Botox in a jar and other high tech creamy wonders

December 13, 2011

High tech creams can fix broken strands of DNA and function like Botox.
High tech creams can fix broken strands of DNA and function like Botox.

If you’re not ready to partake of lasers, fillers, Botox and other appetizers, entrees and desserts on the plastic surgery menu, you can now feel more confident about that expensive jar of face cream. According to a new book, “Face Value: The Truth About Beauty,” there are more evidence-backed skin care formulations. In other words, we are seeing less hype and more laboratory testing for skin creams.

First, there is a skin cream designed to repair DNA. Interviewing prominent dermatologists and academic researchers, Allure magazine, December 2011, learned, “Your body’s own enzymes can locate and cut out damaged bits of DNA.” You can also use supplementary enzymes to travel into the cells and stimulate the process, paving the way for a new generation of skin products. One such formulation is Celfix Cosmeceuticals DNA Youth Recovery Facial Serum, which a researcher found to correct 40 to 50 percent of damage caused by UV rays when applied twice a day for three months.

Then, there’s Xeomin, a formulation that is said to work like Botox, but is not injected. It comes as a gel, which is applied by a plastic surgeon or dermatologist for 30 minutes and then wiped off. In tests on crow’s feet, 44 percent of patients reported significant improvement, lasting four months. Further, without needles, it can be used to control sweating in the hands and feet, areas in which injections are painful.

Do I dare suggest an enzyme collected from tree fungus? Allure refers to it as a “blotch buster.” It’s called melanozyme, and according to a prominent dermatologist it works incredibly well on erasing stubborn melasma splotches and sun spots. Melanozyme, aka tree fungus, can be found in Elure Advanced Lightening Lotion.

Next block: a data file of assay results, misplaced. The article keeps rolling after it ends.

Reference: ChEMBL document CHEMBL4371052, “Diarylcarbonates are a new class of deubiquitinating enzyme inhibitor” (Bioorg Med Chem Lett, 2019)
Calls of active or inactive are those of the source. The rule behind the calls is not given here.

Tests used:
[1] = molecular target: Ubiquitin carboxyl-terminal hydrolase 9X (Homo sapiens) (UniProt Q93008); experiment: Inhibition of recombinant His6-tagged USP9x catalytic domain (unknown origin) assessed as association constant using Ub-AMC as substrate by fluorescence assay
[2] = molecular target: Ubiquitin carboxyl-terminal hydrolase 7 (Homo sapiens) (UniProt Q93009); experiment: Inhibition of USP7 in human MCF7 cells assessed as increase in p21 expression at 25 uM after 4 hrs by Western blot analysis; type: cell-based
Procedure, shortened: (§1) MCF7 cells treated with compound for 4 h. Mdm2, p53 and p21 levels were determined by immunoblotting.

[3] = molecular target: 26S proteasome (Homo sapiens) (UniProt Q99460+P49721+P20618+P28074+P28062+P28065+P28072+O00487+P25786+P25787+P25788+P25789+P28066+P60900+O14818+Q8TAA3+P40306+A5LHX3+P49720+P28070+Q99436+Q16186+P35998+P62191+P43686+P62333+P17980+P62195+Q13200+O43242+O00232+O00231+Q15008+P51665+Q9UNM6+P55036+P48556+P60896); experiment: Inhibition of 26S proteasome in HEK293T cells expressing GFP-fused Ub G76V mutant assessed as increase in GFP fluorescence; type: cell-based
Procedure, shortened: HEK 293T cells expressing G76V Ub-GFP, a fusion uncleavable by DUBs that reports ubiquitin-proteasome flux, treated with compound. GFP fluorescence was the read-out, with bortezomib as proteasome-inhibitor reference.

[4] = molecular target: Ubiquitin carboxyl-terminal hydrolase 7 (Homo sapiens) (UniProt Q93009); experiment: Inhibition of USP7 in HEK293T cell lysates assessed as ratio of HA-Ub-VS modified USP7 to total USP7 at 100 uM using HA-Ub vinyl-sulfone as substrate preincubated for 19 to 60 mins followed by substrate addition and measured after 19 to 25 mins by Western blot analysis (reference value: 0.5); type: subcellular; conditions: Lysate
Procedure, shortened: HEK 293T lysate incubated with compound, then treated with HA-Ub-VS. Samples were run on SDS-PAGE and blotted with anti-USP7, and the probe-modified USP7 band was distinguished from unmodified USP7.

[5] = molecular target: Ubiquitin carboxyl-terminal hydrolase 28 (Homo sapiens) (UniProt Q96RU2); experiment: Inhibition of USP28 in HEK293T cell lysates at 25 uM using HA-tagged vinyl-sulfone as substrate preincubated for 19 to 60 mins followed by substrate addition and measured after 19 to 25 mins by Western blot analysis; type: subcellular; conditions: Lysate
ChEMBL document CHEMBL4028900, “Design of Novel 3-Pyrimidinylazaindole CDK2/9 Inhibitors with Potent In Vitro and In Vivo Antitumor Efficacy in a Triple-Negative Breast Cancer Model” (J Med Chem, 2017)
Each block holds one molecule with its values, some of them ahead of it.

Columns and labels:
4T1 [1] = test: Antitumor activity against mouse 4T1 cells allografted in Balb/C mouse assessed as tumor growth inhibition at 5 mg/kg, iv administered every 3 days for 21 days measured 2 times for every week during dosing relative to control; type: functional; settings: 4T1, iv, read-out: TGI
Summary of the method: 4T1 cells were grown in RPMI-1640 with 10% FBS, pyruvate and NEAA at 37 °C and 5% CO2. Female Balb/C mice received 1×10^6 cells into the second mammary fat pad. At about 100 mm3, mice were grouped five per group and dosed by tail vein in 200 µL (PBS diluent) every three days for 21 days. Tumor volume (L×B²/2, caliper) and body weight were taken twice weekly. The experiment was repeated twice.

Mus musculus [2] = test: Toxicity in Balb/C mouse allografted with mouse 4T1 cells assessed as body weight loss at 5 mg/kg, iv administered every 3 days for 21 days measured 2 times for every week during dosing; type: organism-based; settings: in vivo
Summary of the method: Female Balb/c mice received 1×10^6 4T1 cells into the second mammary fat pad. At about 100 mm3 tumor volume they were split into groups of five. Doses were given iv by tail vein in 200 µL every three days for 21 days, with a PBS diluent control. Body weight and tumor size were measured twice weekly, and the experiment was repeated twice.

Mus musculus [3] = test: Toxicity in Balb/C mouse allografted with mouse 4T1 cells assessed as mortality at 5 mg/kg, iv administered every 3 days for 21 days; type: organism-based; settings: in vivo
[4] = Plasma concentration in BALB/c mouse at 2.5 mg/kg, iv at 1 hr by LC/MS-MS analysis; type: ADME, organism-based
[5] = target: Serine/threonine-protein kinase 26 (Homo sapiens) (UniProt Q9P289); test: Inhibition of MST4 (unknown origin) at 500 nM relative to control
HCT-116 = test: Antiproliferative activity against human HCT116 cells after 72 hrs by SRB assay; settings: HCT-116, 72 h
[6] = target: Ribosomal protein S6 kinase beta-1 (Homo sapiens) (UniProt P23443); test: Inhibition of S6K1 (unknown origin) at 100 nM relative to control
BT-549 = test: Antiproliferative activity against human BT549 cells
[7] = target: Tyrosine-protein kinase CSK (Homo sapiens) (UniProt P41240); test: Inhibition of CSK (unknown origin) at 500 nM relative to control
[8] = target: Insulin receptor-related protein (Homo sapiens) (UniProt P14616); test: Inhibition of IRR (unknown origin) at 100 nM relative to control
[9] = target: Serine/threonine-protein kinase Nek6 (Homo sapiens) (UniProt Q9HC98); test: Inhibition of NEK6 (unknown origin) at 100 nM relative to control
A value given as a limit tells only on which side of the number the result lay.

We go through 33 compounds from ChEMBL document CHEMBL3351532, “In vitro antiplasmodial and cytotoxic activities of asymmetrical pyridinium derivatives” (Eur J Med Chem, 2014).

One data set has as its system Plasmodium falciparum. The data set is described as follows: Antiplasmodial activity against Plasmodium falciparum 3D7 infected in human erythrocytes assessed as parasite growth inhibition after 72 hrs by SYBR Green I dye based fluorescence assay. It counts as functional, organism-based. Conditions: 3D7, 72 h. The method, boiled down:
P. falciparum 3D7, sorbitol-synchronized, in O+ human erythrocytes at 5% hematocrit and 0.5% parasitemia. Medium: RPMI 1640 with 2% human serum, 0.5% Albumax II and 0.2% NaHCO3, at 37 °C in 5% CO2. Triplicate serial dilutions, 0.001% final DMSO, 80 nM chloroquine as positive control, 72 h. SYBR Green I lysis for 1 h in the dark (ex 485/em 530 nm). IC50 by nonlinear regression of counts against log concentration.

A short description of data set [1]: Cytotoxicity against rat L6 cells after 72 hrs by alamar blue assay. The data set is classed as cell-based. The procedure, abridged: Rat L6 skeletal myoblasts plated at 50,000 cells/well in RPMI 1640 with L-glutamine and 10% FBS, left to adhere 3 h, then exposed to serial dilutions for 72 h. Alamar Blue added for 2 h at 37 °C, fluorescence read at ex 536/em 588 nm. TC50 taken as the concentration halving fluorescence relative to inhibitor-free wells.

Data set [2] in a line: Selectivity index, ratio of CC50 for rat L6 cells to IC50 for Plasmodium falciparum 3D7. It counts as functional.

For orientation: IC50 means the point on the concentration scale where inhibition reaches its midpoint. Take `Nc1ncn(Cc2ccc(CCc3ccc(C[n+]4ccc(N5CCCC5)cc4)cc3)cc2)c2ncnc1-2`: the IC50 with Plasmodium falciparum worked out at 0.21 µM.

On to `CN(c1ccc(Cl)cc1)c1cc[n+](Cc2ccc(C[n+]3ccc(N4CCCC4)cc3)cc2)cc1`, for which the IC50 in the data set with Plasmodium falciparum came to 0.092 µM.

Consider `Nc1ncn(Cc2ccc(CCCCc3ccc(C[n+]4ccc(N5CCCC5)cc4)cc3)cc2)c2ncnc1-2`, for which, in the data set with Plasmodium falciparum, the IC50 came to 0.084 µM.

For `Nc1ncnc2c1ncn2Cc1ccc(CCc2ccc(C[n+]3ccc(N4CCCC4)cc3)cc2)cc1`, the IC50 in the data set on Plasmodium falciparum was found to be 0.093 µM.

And there’s good news about sunscreen safety. Finally, sunscreens with nanoparticles of zinc oxide and titanium dioxide, the tiny mineral grains that create an invisible sun shield on the skin, have been decreed absolutely safe. Previously, it was thought that these nanos might be able to pass through skin and enter the bloodstream, causing inflammation and other problems. Now, such sunscreens have passed muster with their harshest critic. The Environmental Working Group now considers formulations with nanoparticles “Among the safest, most effective sunscreens on the market. 


The mission of the American Society for Aesthetic Plastic Surgery (ASAPS) includes medical education, public education and patient advocacy. Plastic Surgery News Briefs are summaries of current stories found through various news and magazine outlets that relate to or mention plastic surgery and cosmetic procedures. The views expressed in these news articles do not necessarily reflect the opinions of ASAPS, but are merely published as an educational service to our members and the general public. For additional information on these subjects and other plastic surgery related topics, please go to www.surgery.org

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About ASAPS
The American Society for Aesthetic Plastic Surgery (ASAPS), is recognized as the world’s leading organization devoted entirely to aesthetic plastic surgery and cosmetic medicine of the face and body.  ASAPS is comprised of over 2,600 Plastic Surgeons; active members are certified by the American Board of Plastic Surgery (USA) or by the Royal College of Physicians and Surgeons of Canada and have extensive training in the complete spectrum of surgical and non-surgical aesthetic procedures. International active members are certified by equivalent boards of their respective countries. All members worldwide adhere to a strict Code of Ethics and must meet stringent membership requirements.

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